Crimson Peak is presented in an English DTS-HD Master Audio 7.1 mix (avg 4.2 mbps, going up to 8.5 mbps for the big scares). Like the picture quality, the sound quality on this disc is top notch. There is a wide range between quiet dialogue scenes and moments where the score and the subwoofer come to life. Allerdale Hall is a large, echoing space filled with atmosphere, creaks and many lovingly ghoulish sound details. The 7.1 mix happily will fill your home theater with as many of those sounds as you can handle. A second English mix is presented as well, this one designed in 2.0 for viewers using headphones (@ 334 kbps). There are also DTS 5.1 mixes available in Spanish and French and an English DVS 2.0 track.
Special Features: 3.5/5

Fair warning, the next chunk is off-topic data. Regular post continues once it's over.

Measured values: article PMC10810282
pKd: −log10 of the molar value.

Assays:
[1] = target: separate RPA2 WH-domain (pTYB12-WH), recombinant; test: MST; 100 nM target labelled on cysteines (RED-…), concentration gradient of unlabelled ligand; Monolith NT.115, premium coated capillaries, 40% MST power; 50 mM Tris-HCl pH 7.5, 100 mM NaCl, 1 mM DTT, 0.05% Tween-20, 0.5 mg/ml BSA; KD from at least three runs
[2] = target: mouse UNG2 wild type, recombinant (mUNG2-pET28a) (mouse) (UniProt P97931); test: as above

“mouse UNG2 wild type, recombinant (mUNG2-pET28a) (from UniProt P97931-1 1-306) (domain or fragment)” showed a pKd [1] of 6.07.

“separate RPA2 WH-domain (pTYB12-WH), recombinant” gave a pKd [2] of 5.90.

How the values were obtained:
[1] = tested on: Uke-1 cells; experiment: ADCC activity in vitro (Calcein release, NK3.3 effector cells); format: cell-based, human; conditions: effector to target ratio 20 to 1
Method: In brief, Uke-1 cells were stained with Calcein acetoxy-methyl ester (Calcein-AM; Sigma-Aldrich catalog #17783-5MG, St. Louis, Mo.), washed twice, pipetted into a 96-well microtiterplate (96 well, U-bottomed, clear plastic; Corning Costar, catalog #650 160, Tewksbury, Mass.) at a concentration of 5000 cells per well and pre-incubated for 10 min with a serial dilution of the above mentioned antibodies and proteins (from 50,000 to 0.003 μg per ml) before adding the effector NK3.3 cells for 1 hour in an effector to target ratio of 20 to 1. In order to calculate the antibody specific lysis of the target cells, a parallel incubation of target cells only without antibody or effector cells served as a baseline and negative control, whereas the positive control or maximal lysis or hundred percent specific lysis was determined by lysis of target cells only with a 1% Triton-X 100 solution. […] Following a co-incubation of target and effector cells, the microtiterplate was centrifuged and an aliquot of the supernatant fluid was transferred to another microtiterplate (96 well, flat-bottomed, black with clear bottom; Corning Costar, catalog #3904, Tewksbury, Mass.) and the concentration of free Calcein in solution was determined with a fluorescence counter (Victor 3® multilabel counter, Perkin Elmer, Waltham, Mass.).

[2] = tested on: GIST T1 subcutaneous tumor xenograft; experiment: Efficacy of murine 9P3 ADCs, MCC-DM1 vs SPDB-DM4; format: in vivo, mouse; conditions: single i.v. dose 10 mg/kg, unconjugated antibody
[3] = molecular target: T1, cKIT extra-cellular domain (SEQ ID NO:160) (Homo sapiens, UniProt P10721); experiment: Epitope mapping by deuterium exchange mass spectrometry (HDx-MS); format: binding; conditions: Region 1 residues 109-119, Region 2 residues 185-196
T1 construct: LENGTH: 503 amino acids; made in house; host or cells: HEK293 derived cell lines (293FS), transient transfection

The Blu-ray of Crimson Peak comes with a fairly generous spread of special features, including a scene-specific commentary with Guillermo del Toro, about 70 minutes of featurettes and 4 ½ minutes of deleted scenes. The DVD edition has a smaller haul, including the commentary, the deleted scenes and only two of the featurettes. Both editions contain previews for other releases – the difference being that the Blu-ray uses online previews while the DVD has them on the actual disc.
Feature Commentary with Guillermo del Toro (AVAILABLE BOTH ON BLU-RAY AND DVD) – Guillermo del Toro contributes a scene-specific commentary, talking the viewer completely through the story of the movie. Unlike other commentaries, this one really focuses more on the characters and the story than the on-set production details.
Deleted Scenes (4:26 Total, 1080p) (AVAILABLE BOTH ON BLU-RAY AND DVD) – Five deleted scenes are included here, mostly providing some added character moments here and there. There’s a bit more time spent with Jim Beaver’s Carter Cushing, a spooky moment with Thomas Sharpe and an added accent with Lucille Sharpe. There’s nothing particularly necessary here, but each of the moments has its own beauty – particularly a deleted New York park scene.